In the test, four brands showed detectable levels of arsenic (below 3 ppb); while six brands had arsenic levels of 3 ppb or higher. Those six brands include:

  • Starkey (owned by Whole Foods),
  • Peñafiel (owned by Keurig Dr. Pepper),
  • Crystal Geyser Alpine Spring Water,
  • Volvic (owned by Danone), and
  • Two regional brands, Crystal Creamery and EartH₂

What’s shocking,  however, is that one of those brands–Peñafiel, owned by Keurig Dr. Pepper–had an average of 17 ppb.

In response to CR’s reporting, Keurig Dr. Pepper said it will suspend bottled water production for two weeks at its Mexico facility, but a recall is not planned. However, Consumer Reports has recommended that the company should recall the contaminated products immediately, and if they do not, the FDA should step in.

In the meantime, if you’re worried about the arsenic levels in your bottled water, Consumer Reports has a list of bottled water brands that you should stick to due to the fact that all the brands had arsenic levels that were nondetectable or below 3 parts per billion. Those brands that Consumer Reports considers to be safe include:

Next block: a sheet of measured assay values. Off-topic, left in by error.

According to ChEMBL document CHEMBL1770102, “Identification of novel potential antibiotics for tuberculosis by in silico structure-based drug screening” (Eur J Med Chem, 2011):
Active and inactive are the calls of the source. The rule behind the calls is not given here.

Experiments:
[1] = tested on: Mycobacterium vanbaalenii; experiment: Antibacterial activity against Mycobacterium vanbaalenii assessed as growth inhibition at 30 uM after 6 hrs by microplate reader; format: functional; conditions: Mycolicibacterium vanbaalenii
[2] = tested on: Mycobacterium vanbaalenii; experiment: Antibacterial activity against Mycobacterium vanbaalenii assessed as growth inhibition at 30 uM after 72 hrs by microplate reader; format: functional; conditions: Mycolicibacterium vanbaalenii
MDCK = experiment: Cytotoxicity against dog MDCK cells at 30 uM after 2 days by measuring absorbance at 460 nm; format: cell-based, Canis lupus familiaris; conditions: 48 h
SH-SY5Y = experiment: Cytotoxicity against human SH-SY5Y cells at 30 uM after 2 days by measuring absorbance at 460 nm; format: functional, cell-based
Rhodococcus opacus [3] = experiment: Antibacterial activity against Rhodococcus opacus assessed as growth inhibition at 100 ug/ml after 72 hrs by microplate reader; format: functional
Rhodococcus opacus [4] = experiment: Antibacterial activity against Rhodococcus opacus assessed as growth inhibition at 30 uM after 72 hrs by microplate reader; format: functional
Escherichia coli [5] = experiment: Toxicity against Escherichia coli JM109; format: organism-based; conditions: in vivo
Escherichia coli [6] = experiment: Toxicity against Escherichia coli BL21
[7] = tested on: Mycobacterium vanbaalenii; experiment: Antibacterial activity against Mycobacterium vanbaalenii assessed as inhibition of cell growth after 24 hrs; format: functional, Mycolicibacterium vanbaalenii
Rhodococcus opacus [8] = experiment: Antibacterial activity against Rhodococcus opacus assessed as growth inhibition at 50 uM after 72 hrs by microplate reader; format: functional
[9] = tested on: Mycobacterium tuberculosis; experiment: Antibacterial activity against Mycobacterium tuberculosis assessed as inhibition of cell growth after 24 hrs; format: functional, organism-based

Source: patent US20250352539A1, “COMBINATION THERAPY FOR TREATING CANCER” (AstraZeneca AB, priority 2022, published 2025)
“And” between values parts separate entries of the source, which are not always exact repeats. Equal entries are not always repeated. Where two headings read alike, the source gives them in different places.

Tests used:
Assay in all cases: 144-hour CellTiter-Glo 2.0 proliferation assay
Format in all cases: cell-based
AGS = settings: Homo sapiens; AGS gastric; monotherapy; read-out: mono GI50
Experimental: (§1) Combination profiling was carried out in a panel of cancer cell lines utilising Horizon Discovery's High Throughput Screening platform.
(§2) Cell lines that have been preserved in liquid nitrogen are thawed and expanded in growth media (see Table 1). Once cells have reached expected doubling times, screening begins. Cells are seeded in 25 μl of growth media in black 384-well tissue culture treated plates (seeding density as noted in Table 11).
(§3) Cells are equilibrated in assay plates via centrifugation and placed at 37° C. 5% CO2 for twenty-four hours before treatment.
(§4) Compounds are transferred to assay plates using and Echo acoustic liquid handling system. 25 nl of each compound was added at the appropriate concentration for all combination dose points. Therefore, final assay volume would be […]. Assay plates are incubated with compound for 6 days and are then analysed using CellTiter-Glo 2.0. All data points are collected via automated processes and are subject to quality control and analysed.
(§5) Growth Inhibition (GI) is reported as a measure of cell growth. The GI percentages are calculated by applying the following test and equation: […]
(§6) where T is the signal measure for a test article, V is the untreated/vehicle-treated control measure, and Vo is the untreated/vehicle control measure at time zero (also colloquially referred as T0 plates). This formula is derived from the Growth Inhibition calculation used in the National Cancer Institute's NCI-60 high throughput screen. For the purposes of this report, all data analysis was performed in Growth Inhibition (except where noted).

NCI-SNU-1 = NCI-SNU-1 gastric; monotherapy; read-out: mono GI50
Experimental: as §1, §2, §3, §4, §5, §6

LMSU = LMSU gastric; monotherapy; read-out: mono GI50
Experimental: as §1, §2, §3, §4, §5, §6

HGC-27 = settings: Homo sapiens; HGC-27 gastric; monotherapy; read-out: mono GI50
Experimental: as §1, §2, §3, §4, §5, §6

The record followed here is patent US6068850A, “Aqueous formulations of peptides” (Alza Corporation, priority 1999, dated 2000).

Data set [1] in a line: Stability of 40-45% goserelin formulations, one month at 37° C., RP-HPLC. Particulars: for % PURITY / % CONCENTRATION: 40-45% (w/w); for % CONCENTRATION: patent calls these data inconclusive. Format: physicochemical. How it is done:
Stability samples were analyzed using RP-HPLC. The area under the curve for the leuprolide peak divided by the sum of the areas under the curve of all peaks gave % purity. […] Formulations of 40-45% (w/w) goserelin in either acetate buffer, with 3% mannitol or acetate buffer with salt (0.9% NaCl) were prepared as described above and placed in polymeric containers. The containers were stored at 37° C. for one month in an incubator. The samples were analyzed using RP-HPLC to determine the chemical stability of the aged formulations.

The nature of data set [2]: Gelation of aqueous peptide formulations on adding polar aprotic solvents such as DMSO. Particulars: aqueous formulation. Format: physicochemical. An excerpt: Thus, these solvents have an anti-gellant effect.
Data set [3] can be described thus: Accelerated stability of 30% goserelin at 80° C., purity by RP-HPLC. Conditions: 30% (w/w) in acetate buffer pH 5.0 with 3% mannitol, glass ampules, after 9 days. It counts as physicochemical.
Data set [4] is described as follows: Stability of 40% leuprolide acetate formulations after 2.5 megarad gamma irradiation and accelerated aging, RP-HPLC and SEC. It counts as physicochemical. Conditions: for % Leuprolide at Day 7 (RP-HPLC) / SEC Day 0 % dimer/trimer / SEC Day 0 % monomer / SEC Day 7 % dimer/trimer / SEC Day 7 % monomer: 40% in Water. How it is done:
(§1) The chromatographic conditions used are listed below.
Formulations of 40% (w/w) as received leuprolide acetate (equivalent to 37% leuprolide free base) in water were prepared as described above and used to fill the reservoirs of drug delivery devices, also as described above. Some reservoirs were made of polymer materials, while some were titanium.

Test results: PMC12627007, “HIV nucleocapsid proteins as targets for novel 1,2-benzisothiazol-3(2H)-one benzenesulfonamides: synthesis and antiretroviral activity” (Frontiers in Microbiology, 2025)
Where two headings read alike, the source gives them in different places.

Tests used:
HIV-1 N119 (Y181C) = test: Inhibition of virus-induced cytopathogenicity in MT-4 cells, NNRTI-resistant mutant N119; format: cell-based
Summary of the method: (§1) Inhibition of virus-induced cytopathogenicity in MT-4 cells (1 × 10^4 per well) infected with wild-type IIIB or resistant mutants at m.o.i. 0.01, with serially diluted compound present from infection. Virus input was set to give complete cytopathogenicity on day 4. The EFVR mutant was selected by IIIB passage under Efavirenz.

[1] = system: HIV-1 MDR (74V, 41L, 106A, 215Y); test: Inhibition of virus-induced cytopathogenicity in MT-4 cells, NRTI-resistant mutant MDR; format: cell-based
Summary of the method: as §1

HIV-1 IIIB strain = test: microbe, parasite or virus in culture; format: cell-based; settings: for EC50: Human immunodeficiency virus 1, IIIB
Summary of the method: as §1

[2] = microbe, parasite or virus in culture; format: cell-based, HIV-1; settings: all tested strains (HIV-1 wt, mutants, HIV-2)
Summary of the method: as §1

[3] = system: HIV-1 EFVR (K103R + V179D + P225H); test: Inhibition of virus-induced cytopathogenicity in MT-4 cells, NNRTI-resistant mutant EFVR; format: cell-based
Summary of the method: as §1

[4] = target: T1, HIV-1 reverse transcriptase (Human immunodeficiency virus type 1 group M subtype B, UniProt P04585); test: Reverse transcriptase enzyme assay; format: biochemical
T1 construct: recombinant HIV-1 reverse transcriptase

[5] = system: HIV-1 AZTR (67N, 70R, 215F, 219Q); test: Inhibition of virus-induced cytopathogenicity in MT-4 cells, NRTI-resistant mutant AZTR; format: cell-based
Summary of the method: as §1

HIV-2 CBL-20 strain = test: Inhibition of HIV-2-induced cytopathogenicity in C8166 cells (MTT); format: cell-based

• Aquafina
  • Arrowhead
  • Dasani
  • Deer Park
  • Essentia
  • Evian
  • Fiji
  • Glaceau Smart Water
  • Ice Mountain
  • Kirkland (Costco)
  • Life WTR
  • Market Pantry (Target)
  • Nestlé Pure Life
  • Niagara
  • Poland Spring
  • Propel

Research contact: @ConsumerReports

Reputation poll: Apple needs polishing

March 14, 2018

The Apple and Google corporate brands have lost their elan—while Elon Musk’s Tesla is rocketing higher after launching a red Roadster into deep space and Amazon continues to ride high at number one in the Harris Poll Reputation Quotient for the third consecutive year.

Since 1999, the Reputation Quotient has quantified the reputation ratings for the 100 most visible U.S. companies, according to Harris.